Reverse Stress Testing

Finance Professor Wins Best Paper Award for Creating Insightful, Novel Method of Risk Assessment

Finance professor Yaacov Kopeliovich and his RiXtrema research team colleagues have won the 2015 Peter L. Bernstein Award for Best Paper for their work titled, “Robust Risk Estimation and Hedging: A Reverse Stress Testing Approach.”

The article originally appeared in the Journal of Derivatives in May 2015. It was selected by a three-person review committee and was chosen from a pool of nominations from 11 top financial journals. The judges looked for an original or new approach to the field or subject of study; surprising and/or insightful results or implications; and both practical and academic relevance.

Yaacov Kopeliovich (Nathan Oldham/UConn School of Business)
Yaacov Kopeliovich (Nathan Oldham/UConn School of Business)

Kopeliovich conducted his research from 2013 to mid-2014 together with other research team members at a risk-management software vendor, RiXtrema Inc. in New York. His co-authors included Daniel Satchkov, president of RiXtrema; Barry Schachter of the Courant Institute of Mathematical Sciences at NYU; and Novosyolov Arcady of the Department of Mathematics at the Siberian Federal University in Russia.

Traditional risk modeling, using value-at-risk (VaR) is widely viewed as ill equipped for dealing with tail risks, Kopeliovich explained. As a result, scenario-based portfolio stress testing is increasingly being promoted by experts as central to the risk-management process. A recent innovation in portfolio stress testing and one that is endorsed by regulators, called reverse stress testing, is designed to identify economic scenarios that could threaten a financial firm’s viability. But the goal is to do so without injecting the manager’s cognitive bias into stress scenario specification.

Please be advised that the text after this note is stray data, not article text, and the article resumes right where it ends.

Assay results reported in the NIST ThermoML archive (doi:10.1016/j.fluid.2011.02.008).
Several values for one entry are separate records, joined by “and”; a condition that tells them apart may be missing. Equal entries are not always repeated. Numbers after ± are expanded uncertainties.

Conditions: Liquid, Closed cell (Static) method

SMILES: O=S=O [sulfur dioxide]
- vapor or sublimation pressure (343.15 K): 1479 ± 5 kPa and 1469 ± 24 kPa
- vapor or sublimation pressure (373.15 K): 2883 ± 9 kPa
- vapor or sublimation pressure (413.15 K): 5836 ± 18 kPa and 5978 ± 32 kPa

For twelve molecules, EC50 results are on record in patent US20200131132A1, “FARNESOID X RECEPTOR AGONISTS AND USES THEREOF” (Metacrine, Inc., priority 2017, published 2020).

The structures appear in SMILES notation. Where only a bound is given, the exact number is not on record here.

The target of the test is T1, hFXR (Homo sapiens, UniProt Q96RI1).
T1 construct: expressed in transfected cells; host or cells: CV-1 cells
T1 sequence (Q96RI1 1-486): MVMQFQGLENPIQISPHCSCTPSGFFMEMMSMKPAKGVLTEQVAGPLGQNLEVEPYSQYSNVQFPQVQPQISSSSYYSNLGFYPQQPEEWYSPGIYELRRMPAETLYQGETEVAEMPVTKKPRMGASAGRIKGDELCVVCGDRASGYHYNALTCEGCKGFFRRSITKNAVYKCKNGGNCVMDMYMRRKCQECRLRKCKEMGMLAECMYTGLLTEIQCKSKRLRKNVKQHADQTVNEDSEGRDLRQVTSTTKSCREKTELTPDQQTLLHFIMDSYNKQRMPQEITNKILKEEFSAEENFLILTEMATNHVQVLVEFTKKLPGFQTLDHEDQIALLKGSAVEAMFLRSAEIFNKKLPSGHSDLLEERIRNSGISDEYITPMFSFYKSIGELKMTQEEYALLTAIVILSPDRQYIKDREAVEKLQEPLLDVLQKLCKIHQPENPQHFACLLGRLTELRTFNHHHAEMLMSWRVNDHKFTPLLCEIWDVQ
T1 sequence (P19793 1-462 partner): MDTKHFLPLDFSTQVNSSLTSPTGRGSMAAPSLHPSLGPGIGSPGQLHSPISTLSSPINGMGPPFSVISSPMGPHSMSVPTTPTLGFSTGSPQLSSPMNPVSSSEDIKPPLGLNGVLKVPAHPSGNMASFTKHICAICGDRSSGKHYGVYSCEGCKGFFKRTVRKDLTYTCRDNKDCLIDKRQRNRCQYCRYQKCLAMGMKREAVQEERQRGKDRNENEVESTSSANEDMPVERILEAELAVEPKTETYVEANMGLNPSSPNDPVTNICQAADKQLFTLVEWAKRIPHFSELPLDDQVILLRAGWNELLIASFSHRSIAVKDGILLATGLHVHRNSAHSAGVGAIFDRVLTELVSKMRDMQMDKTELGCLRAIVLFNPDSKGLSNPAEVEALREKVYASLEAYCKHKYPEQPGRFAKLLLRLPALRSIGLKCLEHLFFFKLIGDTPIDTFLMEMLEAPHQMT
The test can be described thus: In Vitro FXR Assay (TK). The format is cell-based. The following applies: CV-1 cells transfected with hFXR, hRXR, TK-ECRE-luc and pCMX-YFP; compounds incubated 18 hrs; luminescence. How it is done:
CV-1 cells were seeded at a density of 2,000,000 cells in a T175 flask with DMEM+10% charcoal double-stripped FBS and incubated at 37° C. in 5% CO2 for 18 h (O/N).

While the idea is appealing, no ‘template’ has been provided to make that idea a reality, he said. Some first steps in developing ‘reverse stress testing’ approaches have begun to be written in financial literature. But complexity and computational intensity appear to be potential stumbling blocks, Kopeliovich said. Also, emerging research challenges the relationship among the concepts of likelihood, plausibility and representativeness.

In their paper, Kopeliovich and his colleagues propose a novel method for reverse stress testing, using a multivariate normal distribution and mixing principal components analysis with Gram-Schmidt applications to determine scenarios leading to a specified loss level.

“We came up with a new way to identify plausible scenarios for given loss level. This is a known problem in risk management, particularly these days when the Fed looks very carefully on possible events that can happen and hurt big financial institutions that are of systemic importance,” he said.

The judges included Gary Gastineau of ETF Consultants, Professor William Goetzmann of the Yale School of Management and Ronald Kahn of BlackRock. Kahn said the analysis in the article offers very practical benefits, including the potential to build better portfolios by identifying the most likely tail-risk scenarios. Robert Arnott, chairman and CEO of Research Affiliates, which funded the award, said the work strengthens the investment industry.

Kopeliovich is a professor-in-residence in the finance department and has taught courses in fixed income and financial risk management. He completed a Ph.D. in finance in 2014 from the EDHEC Business School in France. He also has a Ph.D. in mathematics, magna cum laude, from Hebrew University in Israel, as well as a masters in financial engineering from University of California in Berkeley.

His research interests include portfolio optimization for bonds and technical trading profitability. As winners of the Peter L. Bernstein Award, the authors will receive a $5,000 award to divide.